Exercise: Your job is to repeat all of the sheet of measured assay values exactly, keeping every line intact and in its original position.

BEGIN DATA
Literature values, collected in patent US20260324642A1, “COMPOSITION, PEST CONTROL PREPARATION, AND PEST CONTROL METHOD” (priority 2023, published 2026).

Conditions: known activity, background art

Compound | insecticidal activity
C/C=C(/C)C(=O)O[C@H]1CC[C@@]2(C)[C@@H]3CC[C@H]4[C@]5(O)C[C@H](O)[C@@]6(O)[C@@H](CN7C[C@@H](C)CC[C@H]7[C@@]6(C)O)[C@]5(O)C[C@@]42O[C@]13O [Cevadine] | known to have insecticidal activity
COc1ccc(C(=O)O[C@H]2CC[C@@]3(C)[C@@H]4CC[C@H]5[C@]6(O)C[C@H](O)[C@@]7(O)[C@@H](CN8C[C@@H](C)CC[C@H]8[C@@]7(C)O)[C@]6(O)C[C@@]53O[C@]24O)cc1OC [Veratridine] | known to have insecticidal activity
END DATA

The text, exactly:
Literature values, collected in patent US20260324642A1, “COMPOSITION, PEST CONTROL PREPARATION, AND PEST CONTROL METHOD” (priority 2023, published 2026).

Conditions: known activity, background art

Compound | insecticidal activity
C/C=C(/C)C(=O)O[C@H]1CC[C@@]2(C)[C@@H]3CC[C@H]4[C@]5(O)C[C@H](O)[C@@]6(O)[C@@H](CN7C[C@@H](C)CC[C@H]7[C@@]6(C)O)[C@]5(O)C[C@@]42O[C@]13O [Cevadine] | known to have insecticidal activity
COc1ccc(C(=O)O[C@H]2CC[C@@]3(C)[C@@H]4CC[C@H]5[C@]6(O)C[C@H](O)[C@@]7(O)[C@@H](CN8C[C@@H](C)CC[C@H]8[C@@]7(C)O)[C@]6(O)C[C@@]53O[C@]24O)cc1OC [Veratridine] | known to have insecticidal activity